Monday, November 08, 2010

Pilot boarding

First published April 28, 2007

Boarding (or disembarking from) a vessel in the unprotected sea, sometimes without the chance for the vessel to make a lee, is always a risky situation. The pilot boat has to come alongside a moving ship and the pilot will have to climb that rope ladder, taking into consideration the swell that keeps the pilot boat going up and down while alongside and the natural ships motions (specially yawing, pitching and rolling).

There are of course safety procedures to be followed and mandatory rules to be met. These latter are explained in IMO Resolution A889/21 sect. 2, about positioning and construction of pilot ladders. Keep in mind that pilots are required to climb and descend numerous pilot ladders throughout a normal working day, so it is expected that those ladders meet some criteria on their design, otherwise it would be much more dangerous if, for some reason, pilots would meet different space between steps, for example…

In spite of all these regulations and procedures there are, every year, pilots that fall into the water, some with fatal results.

An important poster incorporating IMPA and IMO recommendations(CLICK TO ENLARGE)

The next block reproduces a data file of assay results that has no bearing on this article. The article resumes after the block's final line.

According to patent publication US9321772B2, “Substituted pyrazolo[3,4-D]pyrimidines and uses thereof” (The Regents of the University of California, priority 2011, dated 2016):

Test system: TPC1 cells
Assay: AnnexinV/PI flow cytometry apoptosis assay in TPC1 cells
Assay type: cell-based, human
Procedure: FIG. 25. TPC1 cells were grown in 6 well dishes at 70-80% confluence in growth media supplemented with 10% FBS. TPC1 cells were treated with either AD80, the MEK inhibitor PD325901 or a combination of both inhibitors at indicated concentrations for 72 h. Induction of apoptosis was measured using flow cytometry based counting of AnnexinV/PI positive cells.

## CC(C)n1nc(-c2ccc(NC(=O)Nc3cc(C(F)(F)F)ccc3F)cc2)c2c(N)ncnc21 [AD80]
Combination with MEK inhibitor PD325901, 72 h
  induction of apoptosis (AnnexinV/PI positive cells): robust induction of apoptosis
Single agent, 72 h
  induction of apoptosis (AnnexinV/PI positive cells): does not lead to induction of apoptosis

1 comment:

reimar said...

Hello again northerly friends,

Speaking of the devil, during the late sixties and early seventies water clerks used to follow the pilots by the commom pilot leader by 06 am specially in passenger ships to make sure that documets and would be suitable to enable passengers to leave the ship as soon the mooring was accomplished about 1 hour later.
The large steamers like the Dunera and similars from British India and
the Aznar's Monte Umbe are still today unforgetable to me due to their almost unfinishing leaders.
Since those days I claim that all and everyone using those leaders to work sould be compelled to use the safety armour to be hold by 2 crewmembers, preventing falls with unspecified injuries or even death.
I really never understood why it has been replaced by helmets which in my opinion may prejudice a better global view.

Regrets and regards,
Reinaldo Delgado